In Ontario, Advance Care Planning (ACP) is
• Confirming your substitute decision maker(s) (SDMs)
• Communicating your wishes, values and beliefs about care to help
your SDM(s) make health and personal care decisions for you if you
become mentally incapable of doing so for yourself.
Why is this Important?
In Ontario, the law requires all health care providers to get informed consent, or refusal of consent, before providing a patient with any treatment or care. Health practitioners must tell you about your illness and what may be done to treat you. You then have the right to make a decision and agree to or refuse the treatments offered. This is called health care consent: it is a basic patient right to decide what health care to receive.
Only in emergencies, to save a life or to reduce suffering, can people be treated without informed consent. Consent always comes from a person: either the mentally capable person or their substitute decision maker(s).
If you are not mentally capable, the health practitioner will turn to another person, your substitute decision maker, who will then speak for you and make the decision about your care.
Advance care planning is not about decisions. It is about preparing you, and your future substitute decision maker(s), for a time when you may not be able to make your own health or personal care decisions because of your lack of mental capacity. At that time, your future SDM would step in to give or refuse consent for treatment.
What is a Substitute Decision Maker?
The term used in Ontario law for the person who would make health and personal care decisions on your behalf when you are unable to do so is “Substitute Decision Maker” (SDM).
There are two ways to identify who would be your SDM in Ontario:
- The Health Care Consent Act provides a hierarchy (ranked listing) of your possible automatic SDMs. The individual(s) highest on this list who meets the requirements to be a SDM in Ontario is your automatic SDM. You don’t have to do anything to have this automatic SDM make decisions for you when you are mentally incapable of doing so because this SDM has the right to act for you by this law; Or if you prefer to have someone else other than your automatic SDM then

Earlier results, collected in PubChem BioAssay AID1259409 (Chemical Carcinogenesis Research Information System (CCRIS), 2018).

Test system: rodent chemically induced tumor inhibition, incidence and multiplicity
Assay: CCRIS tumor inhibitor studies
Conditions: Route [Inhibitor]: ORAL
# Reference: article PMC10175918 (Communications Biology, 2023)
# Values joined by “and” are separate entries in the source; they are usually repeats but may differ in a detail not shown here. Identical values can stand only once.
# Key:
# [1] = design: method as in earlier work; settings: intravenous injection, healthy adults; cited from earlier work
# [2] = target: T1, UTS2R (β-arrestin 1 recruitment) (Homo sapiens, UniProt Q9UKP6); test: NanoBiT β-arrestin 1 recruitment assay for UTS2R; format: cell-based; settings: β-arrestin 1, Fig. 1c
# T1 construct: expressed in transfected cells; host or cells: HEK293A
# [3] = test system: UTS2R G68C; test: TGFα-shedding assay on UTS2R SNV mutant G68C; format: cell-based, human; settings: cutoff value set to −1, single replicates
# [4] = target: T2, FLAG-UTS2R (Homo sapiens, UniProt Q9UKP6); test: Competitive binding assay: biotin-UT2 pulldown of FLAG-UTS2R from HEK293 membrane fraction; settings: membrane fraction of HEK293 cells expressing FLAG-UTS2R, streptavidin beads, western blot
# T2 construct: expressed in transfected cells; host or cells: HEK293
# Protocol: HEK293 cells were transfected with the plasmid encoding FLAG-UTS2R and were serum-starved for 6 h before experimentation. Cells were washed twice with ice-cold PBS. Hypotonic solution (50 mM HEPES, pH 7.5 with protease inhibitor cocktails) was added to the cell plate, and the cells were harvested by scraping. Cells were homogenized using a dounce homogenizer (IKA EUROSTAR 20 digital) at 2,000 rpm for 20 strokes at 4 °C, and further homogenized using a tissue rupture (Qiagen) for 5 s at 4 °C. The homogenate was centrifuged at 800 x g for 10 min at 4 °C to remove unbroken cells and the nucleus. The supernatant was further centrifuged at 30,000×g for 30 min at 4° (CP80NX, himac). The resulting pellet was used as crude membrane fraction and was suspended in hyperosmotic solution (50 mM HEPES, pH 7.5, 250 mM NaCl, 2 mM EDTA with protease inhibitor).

- you can choose and name a person, or more than one person, to act as your SDM by preparing a document called a Power of Attorney for Personal Care (POAPC).
The Substitute Decision Maker Hirearchy in Ontario
As previously mentioned, everyone in Ontario has a SDM even if he or she has never prepared a Power of Attorney for Personal Care appointing someone to act in that role. The Health Care Consent Act includes a hierarchy of SDMs that includes:
- three different types of SDMs that get authority through different types of legal processes,
- family members that get authority to automatically act as SDMs without being appointed – you don’t have to do anything; and
- an SDM of last resort.
The person, or persons, in your life ranked highest in the Substitute Decision Maker Hierarchy who meet(s) the requirements to act as a substitute decision maker will be your SDM(s) for health care.
If you would like a more detailed description of the hierarchy click here.
For more information on Health Care Consent and Advance Care Planning, please see the Ontario Health Care Consent Advance Care Planning workbook